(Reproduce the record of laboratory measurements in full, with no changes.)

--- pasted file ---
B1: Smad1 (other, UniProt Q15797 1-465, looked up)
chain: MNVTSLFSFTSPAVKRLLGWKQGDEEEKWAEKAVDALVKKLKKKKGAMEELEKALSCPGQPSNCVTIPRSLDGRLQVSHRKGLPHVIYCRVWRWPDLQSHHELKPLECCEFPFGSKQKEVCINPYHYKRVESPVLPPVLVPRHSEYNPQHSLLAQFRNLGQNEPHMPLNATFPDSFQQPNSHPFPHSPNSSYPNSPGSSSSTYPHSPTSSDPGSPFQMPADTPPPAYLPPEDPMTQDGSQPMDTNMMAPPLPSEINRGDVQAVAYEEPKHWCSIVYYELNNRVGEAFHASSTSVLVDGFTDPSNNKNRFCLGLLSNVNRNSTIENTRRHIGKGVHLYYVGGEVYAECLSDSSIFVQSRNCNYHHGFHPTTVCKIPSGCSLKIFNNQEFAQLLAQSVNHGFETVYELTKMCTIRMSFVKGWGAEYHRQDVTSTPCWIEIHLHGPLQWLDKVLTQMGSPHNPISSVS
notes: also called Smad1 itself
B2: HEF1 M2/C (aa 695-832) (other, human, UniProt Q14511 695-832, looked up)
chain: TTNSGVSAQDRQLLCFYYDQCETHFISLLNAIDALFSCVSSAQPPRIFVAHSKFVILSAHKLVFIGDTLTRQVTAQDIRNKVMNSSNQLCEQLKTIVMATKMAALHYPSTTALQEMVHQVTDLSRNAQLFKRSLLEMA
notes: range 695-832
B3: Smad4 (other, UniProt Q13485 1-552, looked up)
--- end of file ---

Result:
B1: Smad1 (other, UniProt Q15797 1-465, looked up)
chain: MNVTSLFSFTSPAVKRLLGWKQGDEEEKWAEKAVDALVKKLKKKKGAMEELEKALSCPGQPSNCVTIPRSLDGRLQVSHRKGLPHVIYCRVWRWPDLQSHHELKPLECCEFPFGSKQKEVCINPYHYKRVESPVLPPVLVPRHSEYNPQHSLLAQFRNLGQNEPHMPLNATFPDSFQQPNSHPFPHSPNSSYPNSPGSSSSTYPHSPTSSDPGSPFQMPADTPPPAYLPPEDPMTQDGSQPMDTNMMAPPLPSEINRGDVQAVAYEEPKHWCSIVYYELNNRVGEAFHASSTSVLVDGFTDPSNNKNRFCLGLLSNVNRNSTIENTRRHIGKGVHLYYVGGEVYAECLSDSSIFVQSRNCNYHHGFHPTTVCKIPSGCSLKIFNNQEFAQLLAQSVNHGFETVYELTKMCTIRMSFVKGWGAEYHRQDVTSTPCWIEIHLHGPLQWLDKVLTQMGSPHNPISSVS
notes: also called Smad1 itself
B2: HEF1 M2/C (aa 695-832) (other, human, UniProt Q14511 695-832, looked up)
chain: TTNSGVSAQDRQLLCFYYDQCETHFISLLNAIDALFSCVSSAQPPRIFVAHSKFVILSAHKLVFIGDTLTRQVTAQDIRNKVMNSSNQLCEQLKTIVMATKMAALHYPSTTALQEMVHQVTDLSRNAQLFKRSLLEMA
notes: range 695-832
B3: Smad4 (other, UniProt Q13485 1-552, looked up)